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File:Lost-highway 9014.jpg

 Dick Laurent is dead.


Describe Lost Highway here.

Bill Pullman plays Fred Madison, a jazz saxophonist married to Renee Madison played by Patricia Arquette. Fred wakes up one morning to answer the door intercom, where a mysterious voice gives him the message: "Dick Laurent is dead." After this, Fred and Renee begin to receive a series of videotapes on their doorstep, showing the interior of their house and even images of them asleep. Fred also begins to suspect that Renee may be cheating on him, and begins experiencing nightmares in which he wakes up next to his wife, only to discover she is somebody completely different.

After a terrifying encounter with a Mysterious Man at a party, Fred receives a final video which shows him killing Renee. Fred is arrested for her murder. After being found guilty and sentenced to death, Fred is locked away in his cell...

Wait... let's try that again...


Describe Lost Highway here.

Balthazar Getty plays Pete Dayton, a young mechanic who wakes up in a death row prison cell despite having committed no crime. Pete is released into his parents care, while being trailed by two detectives who want to know how he came to end up in Fred Madison's cell. On returning to work at his garage, Pete crosses paths with the volatile gangster Mr Eddy, and his beautiful mistress Alice Wakefied played by Patricia Arquette. Pete embarks on an affair with Alice, who fears being discovered by Mr Eddy who isn't actually Mr Eddy at all but a porn producer called Dick Laurent who—

Oh dear.

Made in 1997, Lost Highway remains not only a key David Lynch work, but a surprisingly influential film, despite its rather outre qualities and mixed critical reception. The twisting, neo-noir plot revolving around identity is echoed by films such as Fight Club, Donnie Darko, and Memento. Lynch would further develop the theme in Mulholland Drive, this film's Spiritual Successor.

The best way to watch this film is with an open mind preferably in a well lit room with the phone unplugged.

Not to be confused with Bon Jovi's country album of the same name.

This film contains examples of:

  • Arc Words: "Dick Laurent is dead." and "We've met before, haven't we?"
  • Berserk Button: Tailgating for Mr. Eddy. Seriously, don't even think about it, or you WILL be sorry.
    • That's nothing compared to what he'll do when some other man gets too close to Alice...
  • The Cameo: Richard Pryor: In one of his last acting roles, he plays Pete Dayton's boss, a Honest John's Dealership mechanic.
  • Cluster F-Bomb: Mr. Eddy drops an epic one on a tailgater after driving him off the road while simultaneously whacking him with his gun for his reckless driving. A very satisfying moment for anyone who doesn't like tailgaters. For more about why that scene was put in there, see Expy below.
  • Crazy Jealous Guy: Mr Eddy and possibly Fred Madison
  • Cult Soundtrack: The Trent Reznor-compiled soundtrack includes music by David Bowie, The Smashing Pumpkins, Lou Reed and Marilyn Manson. Lynch himself chose the Rammstein tracks because he's a fan of the band.
  • Evil Laugh: The Mystery Man gives Fred a considerably sinister laugh during the phone call at the party.
  • Expy: Mr. Eddy is remarkably similar to Frank Booth in Blue Velvet. There's even a fairly similar "joy ride" scene. The character was written for actor Robert Loggia after he waited several hours to audition for Frank, only to be told that the role had already gone to Dennis Hopper. Loggia dropped a serious Cluster F-Bomb that impressed Lynch so much he gave Loggia his own version of Frank to play.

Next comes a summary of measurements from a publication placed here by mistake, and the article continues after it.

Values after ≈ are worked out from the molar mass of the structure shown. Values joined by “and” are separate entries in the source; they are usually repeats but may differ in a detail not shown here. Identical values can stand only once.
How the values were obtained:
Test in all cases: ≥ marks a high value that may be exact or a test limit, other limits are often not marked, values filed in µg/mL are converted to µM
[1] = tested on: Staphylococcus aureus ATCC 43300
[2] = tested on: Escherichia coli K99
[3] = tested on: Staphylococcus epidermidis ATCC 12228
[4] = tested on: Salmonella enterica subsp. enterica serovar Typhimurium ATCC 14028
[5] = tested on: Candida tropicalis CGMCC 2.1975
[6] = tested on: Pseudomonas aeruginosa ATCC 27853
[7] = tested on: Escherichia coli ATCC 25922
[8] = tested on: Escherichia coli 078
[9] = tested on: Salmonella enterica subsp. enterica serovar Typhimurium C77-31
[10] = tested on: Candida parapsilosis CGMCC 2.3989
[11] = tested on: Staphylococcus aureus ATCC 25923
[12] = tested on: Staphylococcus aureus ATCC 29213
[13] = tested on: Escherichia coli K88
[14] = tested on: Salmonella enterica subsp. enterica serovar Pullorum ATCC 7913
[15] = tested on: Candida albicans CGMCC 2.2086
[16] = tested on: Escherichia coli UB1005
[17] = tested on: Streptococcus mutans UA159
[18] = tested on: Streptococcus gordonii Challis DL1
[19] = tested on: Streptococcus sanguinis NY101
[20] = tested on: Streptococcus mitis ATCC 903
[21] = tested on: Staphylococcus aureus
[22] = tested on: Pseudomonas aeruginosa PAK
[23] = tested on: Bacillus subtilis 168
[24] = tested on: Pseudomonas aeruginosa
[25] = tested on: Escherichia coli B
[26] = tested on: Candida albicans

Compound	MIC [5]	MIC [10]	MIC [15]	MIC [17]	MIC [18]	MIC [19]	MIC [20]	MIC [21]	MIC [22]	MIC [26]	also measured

• Fan Disservice: Only David Lynch could make sharing a bed with Patricia Arquette the stuff of nightmares.
  • Fan Service: Patricia Arquette's striptease in Mr. Eddy's house later in the movie.
  • Femme Fatale: Renee/Alice.
  • Film Noir
  • Gainax Ending
  • Gorn: You'll never look at coffee tables the same way again...
  • Gothic Punk: Sort of.
  • Hair-Trigger Temper: Robert Loggia's performance as Mr Eddy/Dick Laurent has two modes: Charming ebullience and terrifying, psychotic rage.
  • Halfway Plot Switch
  • Hey, It's That Guy!: Marilyn Manson is a performer in a pornographic film that appears onscreen towards the end. His cover of "I Put A Spell On You" is in the soundtrack during the aforementioned striptease.
  • I Can See You: Lynch manages to give this trope a genuinely unsettling new spin.
  • Louis Cypher: the Mystery Man, obviously. Robert Blake himself stated that he played him as this
  • Lotus Eater Machine: Arguably the second half of the movie, as wife killer Fred re-imagines himself as the more innocent, down to earth Pete while at the same type villainizing both Dick Laurent as a dangerous gangster and his wife as a lying tramp.
  • Mind Screw: Similarly, the viewer will vacillate between terror and confusion throughout the movie.
  • Schrodinger's Butterfly
  • Split Personality: One possible interpretation. Maybe?
  • Stable Time Loop: Although technically no time travel is involved...possibly...
  • The Starscream: The mystery man appears as the dragon to Dick Laurent / Mr. Eddy but ends up 'helping' Fred / Pete kill him.
  • Tomato in the Mirror: Three. Pete to Fred, Alice to Renee and Mr. Eddy to Dick Laurent.
  • Uncanny Valley Makeup: The Mystery Man.
  • The Verse: If Word of God is any indication, that may just be Agent Jeffries singing "I'm Deranged" from inside the Black Lodge, and Phil the mechanic is probably Pete Martell's twin or something.
  • Villain Protagonist: Fred, under many interpretations of the film, murdered his wife and is telling us a very unreliable account of the incident. Not that we have any way of knowing for sure.
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